Tough Issues

I’ve been a trial lawyer in Arizona for more than 27 years, and I’ve seen many of the toughest issues in life.

My experience, combined with the testimony of an expert witness, can be valuable to you and to the court in making tough decisions about children in divorce and paternity including legal decision-making, parenting time, and relocation. Not only do I have decades of experience dealing with these issues, I’ve had experts testify regarding these issues, and worked with them to present our cases to the court.  I’ve also used experts for challenging financial matters including spousal maintenance, division of business assets, business valuations, and child support income attribution.


Arizona has an excellent system of laws and courts to assist families with the legal issues they face.

Merit selection works. Our family law judges in Maricopa County Superior Court are very well-qualified, and extremely conscientious. I have never had a case where I felt the judge really didn’t care.



There are really tough issues in family law. One of the toughest is parental alienation. Another is mental health, such as narcissism. Parental alienation and narcissism may even be related, in some cases. It’s challenging to strike a balance in most cases, but some cases are even more difficult. Our society is facing profound changes in our law, some of which were not anticipated, and which could become overwhelming.

It is easy to say what is right about our family law system in Arizona; it is equally easily to be critical.

What is needed is to recognize those things can be fixed, and which most need to be fixed.



These important issues require constant effort and improvement. Arizona Governor Doug Ducey has emphasized the importance of child support enforcement, as well as Domestic Violence Shelters.



In addition to the efforts Arizona is making in these areas, the tracking system for amounts owed in Maricopa County (Child Support Clearinghouse) needs to be addressed. Having the correct and fair amount of child support be reflected in the records is vital to both parents paying and parents receiving support.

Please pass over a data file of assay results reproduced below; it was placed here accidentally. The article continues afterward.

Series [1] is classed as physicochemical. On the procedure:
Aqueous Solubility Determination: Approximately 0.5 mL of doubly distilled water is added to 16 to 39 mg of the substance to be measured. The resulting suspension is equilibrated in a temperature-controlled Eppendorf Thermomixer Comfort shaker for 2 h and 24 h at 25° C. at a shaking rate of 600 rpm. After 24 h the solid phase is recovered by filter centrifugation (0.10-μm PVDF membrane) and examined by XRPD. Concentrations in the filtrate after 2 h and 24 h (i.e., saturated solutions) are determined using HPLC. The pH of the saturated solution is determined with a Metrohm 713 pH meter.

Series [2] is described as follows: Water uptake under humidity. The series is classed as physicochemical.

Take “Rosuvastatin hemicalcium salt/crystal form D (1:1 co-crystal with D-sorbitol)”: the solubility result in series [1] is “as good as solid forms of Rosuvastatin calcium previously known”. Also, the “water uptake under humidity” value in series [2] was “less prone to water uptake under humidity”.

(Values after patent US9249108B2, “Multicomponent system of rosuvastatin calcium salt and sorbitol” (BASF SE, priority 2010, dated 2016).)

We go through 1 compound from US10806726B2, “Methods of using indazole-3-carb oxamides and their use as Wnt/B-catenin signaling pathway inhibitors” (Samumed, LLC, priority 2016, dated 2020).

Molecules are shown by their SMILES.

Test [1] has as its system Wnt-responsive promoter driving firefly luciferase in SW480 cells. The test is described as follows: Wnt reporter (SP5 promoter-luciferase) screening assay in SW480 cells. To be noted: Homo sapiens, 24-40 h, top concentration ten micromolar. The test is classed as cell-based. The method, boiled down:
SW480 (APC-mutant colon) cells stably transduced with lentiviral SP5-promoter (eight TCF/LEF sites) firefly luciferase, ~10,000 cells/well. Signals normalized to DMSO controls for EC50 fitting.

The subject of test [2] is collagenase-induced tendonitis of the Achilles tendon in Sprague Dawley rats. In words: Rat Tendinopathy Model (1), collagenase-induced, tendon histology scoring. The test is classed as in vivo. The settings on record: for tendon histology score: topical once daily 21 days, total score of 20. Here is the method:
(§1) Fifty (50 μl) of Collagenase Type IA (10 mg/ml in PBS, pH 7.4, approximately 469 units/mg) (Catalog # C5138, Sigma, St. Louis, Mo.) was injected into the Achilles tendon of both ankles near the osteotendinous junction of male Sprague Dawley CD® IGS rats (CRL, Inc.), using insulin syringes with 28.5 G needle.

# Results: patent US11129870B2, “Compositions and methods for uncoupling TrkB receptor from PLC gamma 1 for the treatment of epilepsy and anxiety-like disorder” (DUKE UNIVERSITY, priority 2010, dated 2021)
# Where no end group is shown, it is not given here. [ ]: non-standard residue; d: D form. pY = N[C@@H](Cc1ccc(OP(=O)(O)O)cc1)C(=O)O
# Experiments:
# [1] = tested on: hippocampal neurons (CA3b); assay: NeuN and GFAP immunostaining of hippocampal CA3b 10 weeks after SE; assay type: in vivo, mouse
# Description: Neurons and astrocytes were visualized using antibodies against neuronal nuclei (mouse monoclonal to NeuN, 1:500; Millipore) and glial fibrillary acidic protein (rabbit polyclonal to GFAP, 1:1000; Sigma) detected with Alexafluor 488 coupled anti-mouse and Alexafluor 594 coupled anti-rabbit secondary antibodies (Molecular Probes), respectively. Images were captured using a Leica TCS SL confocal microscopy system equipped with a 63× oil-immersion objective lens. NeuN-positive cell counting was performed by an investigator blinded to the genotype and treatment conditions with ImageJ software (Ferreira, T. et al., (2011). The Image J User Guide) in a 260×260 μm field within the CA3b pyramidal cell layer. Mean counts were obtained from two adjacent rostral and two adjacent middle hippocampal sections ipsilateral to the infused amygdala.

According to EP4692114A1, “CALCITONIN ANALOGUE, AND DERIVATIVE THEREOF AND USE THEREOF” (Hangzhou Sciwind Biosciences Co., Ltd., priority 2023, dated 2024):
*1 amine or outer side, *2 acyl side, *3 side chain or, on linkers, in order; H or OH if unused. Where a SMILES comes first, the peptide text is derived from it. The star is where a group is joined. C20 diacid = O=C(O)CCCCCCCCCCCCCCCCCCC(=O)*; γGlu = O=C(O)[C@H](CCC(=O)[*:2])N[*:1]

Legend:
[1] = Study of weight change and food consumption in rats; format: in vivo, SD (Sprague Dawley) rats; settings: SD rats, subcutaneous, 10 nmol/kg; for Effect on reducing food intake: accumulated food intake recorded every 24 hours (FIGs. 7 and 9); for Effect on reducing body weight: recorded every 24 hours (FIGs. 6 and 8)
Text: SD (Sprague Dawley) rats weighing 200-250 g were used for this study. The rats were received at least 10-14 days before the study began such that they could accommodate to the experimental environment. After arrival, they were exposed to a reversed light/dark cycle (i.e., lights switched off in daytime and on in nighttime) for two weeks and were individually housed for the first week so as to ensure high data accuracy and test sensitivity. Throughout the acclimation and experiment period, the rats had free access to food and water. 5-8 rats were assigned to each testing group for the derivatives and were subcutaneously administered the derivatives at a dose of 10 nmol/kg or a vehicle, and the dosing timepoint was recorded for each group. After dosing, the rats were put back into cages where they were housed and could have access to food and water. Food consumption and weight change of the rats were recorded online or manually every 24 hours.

The Story: For privacy I  don’t describe my actual cases or clients; this is merely a story or hypothetical:

In 2008, a man owned a construction company. He believed his company would bring in $175,000 a year in income. His wife wanted $8,000 a month in combined child support and spousal maintenance. He agreed to ten years non-modifiable spousal maintenance. The recession hit. Within a few short years he had lost everything. He declared bankruptcy and worked at Home Depot. A few years more, and he was put in jail for not paying; he owed over $200,000 in back support.

Arizona’s number one statute in need of reform is A.R.S. 25-319C, which provides the parties can agree maintenance terms shall not be modified.

Under Arizona case law, the courts have said the judge cannot change the spousal maintenance if the terms state that it shall not be modified.



The way I’ve described, it doesn’t sound tough. On these facts, it may seem obvious. It isn’t.

There is a strong policy reason for A.R.S. 25-319C; it allows people to have certainty. There is also a strong policy to enforce child support, and to put people in jail when it isn’t paid.

The answer is a statutory change that allows parties to agree that spousal maintenance shall not be changed, except to avoid manifest injustice. It requires a higher standard for modification, but it would be possible. The balance is tough to strike. Ultimately, judges should be deciding when it needs to be modified.



The Story: Let’s use the same man, but in this story we’ll say he lived with the woman, had the same children, but never married her.

How much spousal maintenance would he owe?




Should we change our laws in Arizona so that people who cohabitate are treated fairly compared to people who marry? Right now it is certain our law is not fair or equal among high-income-earners; those who cohabitate have a financial benefit over those who marry. This doesn’t mean I would advocate common-law marriage. I don’t.